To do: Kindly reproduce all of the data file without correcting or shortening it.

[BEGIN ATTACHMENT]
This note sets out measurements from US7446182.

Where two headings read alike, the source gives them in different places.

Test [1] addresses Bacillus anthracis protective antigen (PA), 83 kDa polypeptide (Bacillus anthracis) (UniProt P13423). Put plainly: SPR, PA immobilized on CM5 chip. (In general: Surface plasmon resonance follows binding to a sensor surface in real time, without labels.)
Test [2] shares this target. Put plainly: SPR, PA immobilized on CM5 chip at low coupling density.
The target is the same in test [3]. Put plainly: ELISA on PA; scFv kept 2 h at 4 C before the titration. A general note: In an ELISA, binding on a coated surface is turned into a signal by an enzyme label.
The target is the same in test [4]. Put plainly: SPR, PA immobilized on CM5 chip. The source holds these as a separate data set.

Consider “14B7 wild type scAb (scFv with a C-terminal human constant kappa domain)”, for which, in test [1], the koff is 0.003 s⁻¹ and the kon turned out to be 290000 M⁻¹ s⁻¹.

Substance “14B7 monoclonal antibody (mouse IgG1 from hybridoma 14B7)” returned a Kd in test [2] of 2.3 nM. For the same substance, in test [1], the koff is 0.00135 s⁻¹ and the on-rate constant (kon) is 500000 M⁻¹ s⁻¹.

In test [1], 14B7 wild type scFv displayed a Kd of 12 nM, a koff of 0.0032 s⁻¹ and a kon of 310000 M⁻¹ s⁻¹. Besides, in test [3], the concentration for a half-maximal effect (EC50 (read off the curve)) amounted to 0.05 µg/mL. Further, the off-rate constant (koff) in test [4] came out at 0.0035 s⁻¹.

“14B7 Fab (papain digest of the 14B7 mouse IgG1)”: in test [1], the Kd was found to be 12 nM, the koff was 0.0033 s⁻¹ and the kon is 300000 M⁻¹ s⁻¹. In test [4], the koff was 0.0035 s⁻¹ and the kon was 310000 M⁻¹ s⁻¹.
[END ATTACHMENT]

This note sets out measurements from US7446182.

Where two headings read alike, the source gives them in different places.

Test [1] addresses Bacillus anthracis protective antigen (PA), 83 kDa polypeptide (Bacillus anthracis) (UniProt P13423). Put plainly: SPR, PA immobilized on CM5 chip. (In general: Surface plasmon resonance follows binding to a sensor surface in real time, without labels.)
Test [2] shares this target. Put plainly: SPR, PA immobilized on CM5 chip at low coupling density.
The target is the same in test [3]. Put plainly: ELISA on PA; scFv kept 2 h at 4 C before the titration. A general note: In an ELISA, binding on a coated surface is turned into a signal by an enzyme label.
The target is the same in test [4]. Put plainly: SPR, PA immobilized on CM5 chip. The source holds these as a separate data set.

Consider “14B7 wild type scAb (scFv with a C-terminal human constant kappa domain)”, for which, in test [1], the koff is 0.003 s⁻¹ and the kon turned out to be 290000 M⁻¹ s⁻¹.

Substance “14B7 monoclonal antibody (mouse IgG1 from hybridoma 14B7)” returned a Kd in test [2] of 2.3 nM. For the same substance, in test [1], the koff is 0.00135 s⁻¹ and the on-rate constant (kon) is 500000 M⁻¹ s⁻¹.

In test [1], 14B7 wild type scFv displayed a Kd of 12 nM, a koff of 0.0032 s⁻¹ and a kon of 310000 M⁻¹ s⁻¹. Besides, in test [3], the concentration for a half-maximal effect (EC50 (read off the curve)) amounted to 0.05 µg/mL. Further, the off-rate constant (koff) in test [4] came out at 0.0035 s⁻¹.

“14B7 Fab (papain digest of the 14B7 mouse IgG1)”: in test [1], the Kd was found to be 12 nM, the koff was 0.0033 s⁻¹ and the kon is 300000 M⁻¹ s⁻¹. In test [4], the koff was 0.0035 s⁻¹ and the kon was 310000 M⁻¹ s⁻¹.